In experiments with rats, researchers found that the rejection of an old belief correlates with abrupt changes in activity in a region of the brain involved in cognitive functions such as reward anticipation and decision-making.

The human brain likes to make predictions about how the world works. Imagine, for example, that you move to a new town. At first, you don’t know where to go for dinner. But after weeks of trying different restaurants, you pick a favorite, a little Thai place that makes the best green curry. Several months later, however, you notice the curry isn’t as spicy and the vegetables seem undercooked. At first you give your favorite place the benefit of the doubt. But after a few more so-so dinners, you suddenly realize that something must have changed—perhaps the owner hired a new chef—and your notion that this is the best place around is no longer valid. So you begin searching for a new favorite restaurant.

Neuroscientists have long been interested in this adaptability, particularly in the moment when an individual discards an old belief and begins to formulate a new one. “You go from being confident in your model of the world to being uncertain and then abandoning the model altogether,” says Alla Karpova, a group leader at the Howard Hughes Medical Institute’s Janelia Farm Research Campus. She and her colleagues wondered what goes on in the brain when this happens. In rats, they found that the rejection of an old belief correlates with abrupt changes in activity in the medial prefrontal cortex, a brain region involved in cognitive functions such as reward anticipation and decision-making. The team’s research is published in the October 5, 2012, issue of Science.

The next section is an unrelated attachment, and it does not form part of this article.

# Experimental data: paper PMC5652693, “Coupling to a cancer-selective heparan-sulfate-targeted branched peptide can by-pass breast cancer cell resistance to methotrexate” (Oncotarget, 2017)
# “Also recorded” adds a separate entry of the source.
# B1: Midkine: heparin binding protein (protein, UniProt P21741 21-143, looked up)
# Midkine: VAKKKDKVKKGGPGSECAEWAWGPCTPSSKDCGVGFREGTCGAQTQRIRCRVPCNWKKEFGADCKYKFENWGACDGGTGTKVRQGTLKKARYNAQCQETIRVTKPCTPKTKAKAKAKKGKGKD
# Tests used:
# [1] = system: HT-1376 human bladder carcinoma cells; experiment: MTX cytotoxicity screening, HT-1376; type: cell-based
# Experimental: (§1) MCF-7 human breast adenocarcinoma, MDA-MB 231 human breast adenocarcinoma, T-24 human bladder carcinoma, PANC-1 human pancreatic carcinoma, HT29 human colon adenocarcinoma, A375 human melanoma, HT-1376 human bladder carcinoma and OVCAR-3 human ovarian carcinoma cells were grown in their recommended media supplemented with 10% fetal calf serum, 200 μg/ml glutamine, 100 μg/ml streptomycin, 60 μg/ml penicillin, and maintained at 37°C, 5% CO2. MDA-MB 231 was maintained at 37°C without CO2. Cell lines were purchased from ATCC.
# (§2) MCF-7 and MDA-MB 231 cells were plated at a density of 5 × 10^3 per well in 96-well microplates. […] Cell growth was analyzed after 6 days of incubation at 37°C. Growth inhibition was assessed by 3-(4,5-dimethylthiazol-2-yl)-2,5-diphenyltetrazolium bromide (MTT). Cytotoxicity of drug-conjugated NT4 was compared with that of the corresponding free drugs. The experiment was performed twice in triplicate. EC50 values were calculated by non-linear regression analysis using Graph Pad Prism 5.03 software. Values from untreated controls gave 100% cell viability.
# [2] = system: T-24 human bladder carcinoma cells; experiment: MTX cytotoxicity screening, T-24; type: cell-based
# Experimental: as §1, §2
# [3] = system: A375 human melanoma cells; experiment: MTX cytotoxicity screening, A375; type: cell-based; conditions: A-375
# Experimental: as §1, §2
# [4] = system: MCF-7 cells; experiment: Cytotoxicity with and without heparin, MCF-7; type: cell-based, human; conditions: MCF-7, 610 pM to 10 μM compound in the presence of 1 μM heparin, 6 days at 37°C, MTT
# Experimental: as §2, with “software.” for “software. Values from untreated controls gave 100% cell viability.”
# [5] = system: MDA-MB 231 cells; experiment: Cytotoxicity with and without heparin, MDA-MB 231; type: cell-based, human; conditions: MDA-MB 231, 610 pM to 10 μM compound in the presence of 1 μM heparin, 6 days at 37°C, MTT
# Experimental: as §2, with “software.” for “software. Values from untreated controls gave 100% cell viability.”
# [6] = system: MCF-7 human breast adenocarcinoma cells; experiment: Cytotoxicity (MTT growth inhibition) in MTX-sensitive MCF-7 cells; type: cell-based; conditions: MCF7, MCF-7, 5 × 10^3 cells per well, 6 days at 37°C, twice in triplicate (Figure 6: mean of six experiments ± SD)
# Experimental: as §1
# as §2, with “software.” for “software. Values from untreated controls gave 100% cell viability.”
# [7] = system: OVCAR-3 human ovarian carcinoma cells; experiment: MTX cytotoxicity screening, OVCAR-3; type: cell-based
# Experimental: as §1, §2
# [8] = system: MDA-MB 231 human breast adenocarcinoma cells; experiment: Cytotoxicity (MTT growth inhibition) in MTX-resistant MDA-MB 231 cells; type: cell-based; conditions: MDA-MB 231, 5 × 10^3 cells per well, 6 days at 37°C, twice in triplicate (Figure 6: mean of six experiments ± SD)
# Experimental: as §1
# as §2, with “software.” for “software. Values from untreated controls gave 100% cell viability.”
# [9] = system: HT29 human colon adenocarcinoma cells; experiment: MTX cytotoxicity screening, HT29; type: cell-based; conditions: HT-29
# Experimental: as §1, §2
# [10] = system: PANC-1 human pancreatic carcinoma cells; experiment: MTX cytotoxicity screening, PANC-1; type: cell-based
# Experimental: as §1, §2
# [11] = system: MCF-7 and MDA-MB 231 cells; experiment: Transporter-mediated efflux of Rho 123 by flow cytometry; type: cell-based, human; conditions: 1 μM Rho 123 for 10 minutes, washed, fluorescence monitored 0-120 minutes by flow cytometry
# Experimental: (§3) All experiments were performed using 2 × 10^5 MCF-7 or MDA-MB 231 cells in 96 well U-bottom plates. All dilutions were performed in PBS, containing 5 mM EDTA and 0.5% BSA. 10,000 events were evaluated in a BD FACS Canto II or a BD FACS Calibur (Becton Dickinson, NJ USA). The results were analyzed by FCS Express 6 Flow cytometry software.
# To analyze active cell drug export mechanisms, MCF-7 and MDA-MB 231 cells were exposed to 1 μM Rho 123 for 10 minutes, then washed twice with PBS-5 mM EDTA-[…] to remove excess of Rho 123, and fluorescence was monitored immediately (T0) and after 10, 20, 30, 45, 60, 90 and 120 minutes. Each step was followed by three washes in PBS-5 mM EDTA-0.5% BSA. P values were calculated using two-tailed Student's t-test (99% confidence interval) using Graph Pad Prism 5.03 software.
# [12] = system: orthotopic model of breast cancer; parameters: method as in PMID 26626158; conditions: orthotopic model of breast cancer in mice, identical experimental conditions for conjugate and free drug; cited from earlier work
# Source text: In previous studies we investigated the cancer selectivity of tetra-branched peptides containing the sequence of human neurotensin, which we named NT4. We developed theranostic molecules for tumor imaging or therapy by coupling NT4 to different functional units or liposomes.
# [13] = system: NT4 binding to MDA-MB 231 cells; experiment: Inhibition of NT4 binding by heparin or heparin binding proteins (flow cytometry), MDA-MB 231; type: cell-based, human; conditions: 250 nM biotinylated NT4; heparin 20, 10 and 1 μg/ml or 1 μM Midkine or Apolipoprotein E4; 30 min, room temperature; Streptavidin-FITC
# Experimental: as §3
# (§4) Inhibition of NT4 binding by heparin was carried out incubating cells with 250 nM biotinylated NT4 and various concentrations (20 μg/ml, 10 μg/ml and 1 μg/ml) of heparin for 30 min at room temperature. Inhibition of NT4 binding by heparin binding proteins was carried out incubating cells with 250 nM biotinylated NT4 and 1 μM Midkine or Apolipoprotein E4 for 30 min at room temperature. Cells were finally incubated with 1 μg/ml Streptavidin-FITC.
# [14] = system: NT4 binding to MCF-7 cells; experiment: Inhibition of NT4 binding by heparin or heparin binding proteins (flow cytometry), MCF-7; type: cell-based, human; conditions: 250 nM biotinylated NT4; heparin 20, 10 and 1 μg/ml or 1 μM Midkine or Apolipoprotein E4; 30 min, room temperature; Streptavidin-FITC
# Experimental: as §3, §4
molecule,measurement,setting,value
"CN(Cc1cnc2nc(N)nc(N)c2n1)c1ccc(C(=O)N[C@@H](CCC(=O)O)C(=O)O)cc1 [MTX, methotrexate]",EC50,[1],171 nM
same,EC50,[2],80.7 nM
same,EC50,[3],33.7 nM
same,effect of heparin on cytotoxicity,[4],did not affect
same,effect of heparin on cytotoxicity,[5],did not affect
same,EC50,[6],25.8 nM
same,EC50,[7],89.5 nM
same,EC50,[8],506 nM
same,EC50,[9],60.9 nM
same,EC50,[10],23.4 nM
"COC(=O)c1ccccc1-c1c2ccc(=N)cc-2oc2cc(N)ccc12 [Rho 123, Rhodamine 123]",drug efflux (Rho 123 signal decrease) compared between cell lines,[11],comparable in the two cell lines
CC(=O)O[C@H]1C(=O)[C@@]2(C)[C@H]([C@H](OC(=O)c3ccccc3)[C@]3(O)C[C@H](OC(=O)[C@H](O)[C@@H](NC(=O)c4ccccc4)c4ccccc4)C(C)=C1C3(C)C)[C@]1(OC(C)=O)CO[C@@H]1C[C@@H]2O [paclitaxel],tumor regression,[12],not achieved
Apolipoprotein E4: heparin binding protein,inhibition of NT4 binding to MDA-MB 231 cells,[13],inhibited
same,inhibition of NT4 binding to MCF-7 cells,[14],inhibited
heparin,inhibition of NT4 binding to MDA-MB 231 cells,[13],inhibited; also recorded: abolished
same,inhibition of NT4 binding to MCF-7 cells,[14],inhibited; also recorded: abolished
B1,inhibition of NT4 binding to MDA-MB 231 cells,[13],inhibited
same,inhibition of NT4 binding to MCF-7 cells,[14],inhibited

You go from being confident in your model of the world to being uncertain and then abandoning the model altogether.

Alla Y. Karpova

To examine this moment of transition in rats, the researchers designed a experiment that allowed them to differentiate between changes in brain activity due to a change in sensory input from those due to a change in the animal’s internal state -- its belief. The key, Karpova says, was to use a task with stochastic reward, so that if the animal completes the task once without receiving a reward, that is not enough to conclude that the reward probability has changed. Instead, the results of multiple trials must be combined to reach that conclusion.

To set up the experiment, they placed a wall with three holes just big enough for a rat nose at one end of a cage. When the rats poked their noses in the middle hole, one of two tones sounded and handles appeared above the left and right holes. The rats quickly figured out that when they heard the first tone, they should pull the left handle to receive a tasty morsel of food. When they heard the second tone, they should pull the right handle. “When animals enter a novel environment, they just try different things out and can learn pretty complicated sequences of actions to get rewards,” Karpova says. Pulling the wrong handle, they discovered, meant no treat and a time out.